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Abstract Title:

Effects of Lactobacillus rhamnosus GG on the maturation and differentiation of dendritic cells in rotavirus-infected mice.

Abstract Source:

Benef Microbes. 2017 Jul 3:1-12. Epub 2017 Jul 3. PMID: 28670908

Abstract Author(s):

Y Jiang, L Ye, Y Cui, G Yang, W Yang, J Wang, J Hu, W Gu, C Shi, H Huang, C Wang

Article Affiliation:

Y Jiang

Abstract:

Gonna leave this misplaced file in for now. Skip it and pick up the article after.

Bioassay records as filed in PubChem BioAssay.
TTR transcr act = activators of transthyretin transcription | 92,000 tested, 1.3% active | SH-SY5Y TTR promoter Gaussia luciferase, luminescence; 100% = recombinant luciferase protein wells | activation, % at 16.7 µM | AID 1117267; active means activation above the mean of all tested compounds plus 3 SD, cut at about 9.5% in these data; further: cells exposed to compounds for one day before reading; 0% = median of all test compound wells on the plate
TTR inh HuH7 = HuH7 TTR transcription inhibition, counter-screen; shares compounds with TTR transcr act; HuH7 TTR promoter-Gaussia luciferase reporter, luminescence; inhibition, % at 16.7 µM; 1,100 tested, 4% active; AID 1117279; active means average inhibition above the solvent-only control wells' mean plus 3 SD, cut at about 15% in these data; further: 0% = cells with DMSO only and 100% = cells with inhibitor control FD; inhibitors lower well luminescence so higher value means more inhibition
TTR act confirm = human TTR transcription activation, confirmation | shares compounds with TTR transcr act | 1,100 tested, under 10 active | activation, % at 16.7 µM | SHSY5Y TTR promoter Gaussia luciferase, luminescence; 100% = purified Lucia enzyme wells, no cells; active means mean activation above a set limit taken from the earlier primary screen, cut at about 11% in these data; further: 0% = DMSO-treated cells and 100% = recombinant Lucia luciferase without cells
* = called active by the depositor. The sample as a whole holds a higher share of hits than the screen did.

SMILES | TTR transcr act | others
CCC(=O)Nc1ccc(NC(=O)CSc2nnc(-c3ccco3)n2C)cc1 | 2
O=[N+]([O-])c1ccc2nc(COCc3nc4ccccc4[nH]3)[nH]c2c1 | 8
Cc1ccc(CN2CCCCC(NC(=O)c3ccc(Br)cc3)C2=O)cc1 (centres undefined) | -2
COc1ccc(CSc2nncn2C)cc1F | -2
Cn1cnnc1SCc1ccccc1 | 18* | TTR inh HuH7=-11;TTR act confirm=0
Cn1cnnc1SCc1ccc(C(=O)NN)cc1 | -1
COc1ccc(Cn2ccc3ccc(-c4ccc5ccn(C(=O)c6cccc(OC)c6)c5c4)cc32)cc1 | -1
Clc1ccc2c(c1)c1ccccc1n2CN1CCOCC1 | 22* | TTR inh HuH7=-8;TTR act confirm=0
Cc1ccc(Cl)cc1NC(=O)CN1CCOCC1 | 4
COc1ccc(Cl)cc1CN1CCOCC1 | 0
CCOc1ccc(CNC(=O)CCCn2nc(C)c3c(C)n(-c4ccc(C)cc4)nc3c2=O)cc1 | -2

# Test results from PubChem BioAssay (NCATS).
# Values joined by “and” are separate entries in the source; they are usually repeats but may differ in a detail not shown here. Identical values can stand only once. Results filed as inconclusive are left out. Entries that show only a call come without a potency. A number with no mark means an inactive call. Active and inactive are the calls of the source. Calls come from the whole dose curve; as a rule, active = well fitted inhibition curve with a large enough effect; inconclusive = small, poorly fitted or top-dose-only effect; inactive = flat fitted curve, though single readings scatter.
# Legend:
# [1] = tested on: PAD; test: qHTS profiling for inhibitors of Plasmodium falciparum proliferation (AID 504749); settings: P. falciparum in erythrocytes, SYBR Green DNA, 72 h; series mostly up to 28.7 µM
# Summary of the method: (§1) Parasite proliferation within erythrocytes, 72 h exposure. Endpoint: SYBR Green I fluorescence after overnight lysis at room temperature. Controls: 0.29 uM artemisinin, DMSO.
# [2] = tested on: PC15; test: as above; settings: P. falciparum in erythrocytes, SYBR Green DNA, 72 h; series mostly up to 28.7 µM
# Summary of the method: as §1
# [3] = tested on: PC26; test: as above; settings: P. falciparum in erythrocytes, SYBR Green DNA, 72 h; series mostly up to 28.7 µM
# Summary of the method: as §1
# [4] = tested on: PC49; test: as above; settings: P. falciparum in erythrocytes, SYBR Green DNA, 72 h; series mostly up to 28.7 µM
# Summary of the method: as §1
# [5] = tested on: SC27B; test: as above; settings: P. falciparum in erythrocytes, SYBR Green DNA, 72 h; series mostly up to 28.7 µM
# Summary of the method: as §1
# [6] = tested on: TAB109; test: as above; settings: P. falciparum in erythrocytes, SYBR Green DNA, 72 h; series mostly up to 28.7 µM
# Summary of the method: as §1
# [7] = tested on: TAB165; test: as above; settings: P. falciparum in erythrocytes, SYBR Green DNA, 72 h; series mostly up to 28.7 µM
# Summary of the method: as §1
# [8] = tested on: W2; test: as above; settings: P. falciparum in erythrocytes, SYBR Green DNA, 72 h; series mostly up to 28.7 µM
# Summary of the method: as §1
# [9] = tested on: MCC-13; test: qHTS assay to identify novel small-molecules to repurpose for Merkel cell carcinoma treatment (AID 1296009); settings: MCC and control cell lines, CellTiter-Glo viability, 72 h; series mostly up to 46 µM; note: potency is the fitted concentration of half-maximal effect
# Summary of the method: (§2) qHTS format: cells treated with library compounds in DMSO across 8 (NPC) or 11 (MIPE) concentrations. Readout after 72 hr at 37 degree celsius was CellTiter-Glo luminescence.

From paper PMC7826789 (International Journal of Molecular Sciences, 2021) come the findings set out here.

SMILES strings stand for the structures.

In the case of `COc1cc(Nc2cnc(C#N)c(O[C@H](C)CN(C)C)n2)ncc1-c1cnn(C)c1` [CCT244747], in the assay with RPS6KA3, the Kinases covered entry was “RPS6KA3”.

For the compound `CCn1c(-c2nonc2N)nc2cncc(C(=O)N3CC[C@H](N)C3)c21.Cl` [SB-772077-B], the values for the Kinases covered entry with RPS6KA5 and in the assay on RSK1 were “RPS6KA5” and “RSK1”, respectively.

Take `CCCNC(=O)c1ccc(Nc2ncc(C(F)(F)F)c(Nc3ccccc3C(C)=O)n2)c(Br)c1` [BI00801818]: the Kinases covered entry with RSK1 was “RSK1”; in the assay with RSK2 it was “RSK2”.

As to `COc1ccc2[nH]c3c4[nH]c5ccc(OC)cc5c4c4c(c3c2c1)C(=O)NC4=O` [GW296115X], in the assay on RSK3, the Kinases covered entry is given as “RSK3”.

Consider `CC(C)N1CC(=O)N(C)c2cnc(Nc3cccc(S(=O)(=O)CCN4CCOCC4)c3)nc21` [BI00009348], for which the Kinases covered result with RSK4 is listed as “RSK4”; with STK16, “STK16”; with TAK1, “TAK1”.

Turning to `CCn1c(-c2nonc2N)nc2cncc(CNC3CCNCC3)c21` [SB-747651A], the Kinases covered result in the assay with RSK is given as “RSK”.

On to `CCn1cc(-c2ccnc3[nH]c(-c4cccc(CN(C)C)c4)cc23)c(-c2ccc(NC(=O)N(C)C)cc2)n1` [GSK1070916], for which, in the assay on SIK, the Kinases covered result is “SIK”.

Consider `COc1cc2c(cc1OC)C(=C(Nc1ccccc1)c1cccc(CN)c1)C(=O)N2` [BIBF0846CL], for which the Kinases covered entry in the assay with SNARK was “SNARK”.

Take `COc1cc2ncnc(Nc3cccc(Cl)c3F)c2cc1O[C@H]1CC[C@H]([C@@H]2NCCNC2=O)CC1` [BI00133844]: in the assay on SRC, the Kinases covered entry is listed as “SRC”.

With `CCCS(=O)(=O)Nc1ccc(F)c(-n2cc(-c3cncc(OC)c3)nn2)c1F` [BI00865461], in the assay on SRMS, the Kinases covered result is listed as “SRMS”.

Rotavirus-related diarrhoea is considered one of the most important diseases in field animal production. In addition to the classic vaccine strategy, a number of studies have utilised probiotics, such as Lactobacillus rhamnosus GG (LGG), to prevent rotavirus-induced diarrhoea. Although it has been partially revealed that Toll-like receptors (TLRs) are involved in the LGG-mediated protection against rotavirus infection, the details of the underlying immunologic mechanisms remain largely unknown. In this study, three-to-four-week-old female BALB/c mice were divided into three groups and orally administered phosphate buffered saline (PBS), PBS plus rotavirus or LGG plus rotavirus, respectively. The differentiation and maturation of dendritic cells (DCs) were then determined by FACS, the expression levels of TLR-3 and nuclear factor kappa beta (NF-κB) were evaluated using real time PCR, and the production of inflammatory cytokines in mesenteric lymph nodes (MLNs) were determined by ELISA. The results demonstrated that rotavirus infection significantly increased the percentage of CD11c(+)CD11b(+)CD8a(-) DCs and decreased the percentage of CD11c(+)CD11b(-)CD8a(+) DCs in MLNs. By contrast, the presence of LGG significantly decreased the percentage of CD11c(+)CD11b(+)CD8a(-) DCs and increased the percentage of CD11c(+)CD11b(-)CD8a(+) DCs, which indicates that the differentiation of DCs is involved in the protective effects of LGG. Rotavirus infection also resulted in the increased expression of surface markers such as CD40, CD80 and MHC-II in DCs, and the administration of LGG significantly increased the expression level further. The mRNA levels of TLR-3 and NF-κB in the intestine and MLNs were also significantly increased in the presence of rotavirus, which was further increased in the presence of LGG. The production of inflammatory cytokines was also determined, and the results showed that rotavirus caused the increased production of interleukin (IL)-12 and tumour necrosis factor alpha; this effect was further enhanced by LGG. Meanwhile, although rotavirus infection led to the increased production of IL-6 and IL-10, the presence of LGG significantly decreased the mRNA levels of these cytokines. By contrast, rotavirus infection resulted in the decreased production of interferon gamma (IFN-γ), and the administration ofLGG significantly increased the levels of IFN-γ. Taken together, the protective effects of LGG were partially due to the modulation of the differentiation and maturation of DCs, the increased production of TLR-3 and NF-κB, and the modulation of inflammatory cytokines.

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